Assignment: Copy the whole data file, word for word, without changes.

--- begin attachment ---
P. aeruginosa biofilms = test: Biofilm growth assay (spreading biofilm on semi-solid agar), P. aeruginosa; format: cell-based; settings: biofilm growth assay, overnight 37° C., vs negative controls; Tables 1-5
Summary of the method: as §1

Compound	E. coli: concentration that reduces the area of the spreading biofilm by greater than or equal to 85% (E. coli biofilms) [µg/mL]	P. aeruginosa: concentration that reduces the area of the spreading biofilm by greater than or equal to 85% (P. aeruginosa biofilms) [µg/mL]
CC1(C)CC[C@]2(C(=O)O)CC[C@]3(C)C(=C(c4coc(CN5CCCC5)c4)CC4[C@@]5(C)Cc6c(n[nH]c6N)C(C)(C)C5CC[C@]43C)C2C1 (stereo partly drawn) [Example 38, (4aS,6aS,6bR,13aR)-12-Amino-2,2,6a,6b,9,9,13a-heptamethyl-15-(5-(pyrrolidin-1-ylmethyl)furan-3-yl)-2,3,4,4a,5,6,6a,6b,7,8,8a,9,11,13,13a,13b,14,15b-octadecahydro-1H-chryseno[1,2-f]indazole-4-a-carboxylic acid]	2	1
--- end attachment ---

P. aeruginosa biofilms = test: Biofilm growth assay (spreading biofilm on semi-solid agar), P. aeruginosa; format: cell-based; settings: biofilm growth assay, overnight 37° C., vs negative controls; Tables 1-5
Summary of the method: as §1

Compound	E. coli: concentration that reduces the area of the spreading biofilm by greater than or equal to 85% (E. coli biofilms) [µg/mL]	P. aeruginosa: concentration that reduces the area of the spreading biofilm by greater than or equal to 85% (P. aeruginosa biofilms) [µg/mL]
CC1(C)CC[C@]2(C(=O)O)CC[C@]3(C)C(=C(c4coc(CN5CCCC5)c4)CC4[C@@]5(C)Cc6c(n[nH]c6N)C(C)(C)C5CC[C@]43C)C2C1 (stereo partly drawn) [Example 38, (4aS,6aS,6bR,13aR)-12-Amino-2,2,6a,6b,9,9,13a-heptamethyl-15-(5-(pyrrolidin-1-ylmethyl)furan-3-yl)-2,3,4,4a,5,6,6a,6b,7,8,8a,9,11,13,13a,13b,14,15b-octadecahydro-1H-chryseno[1,2-f]indazole-4-a-carboxylic acid]	2	1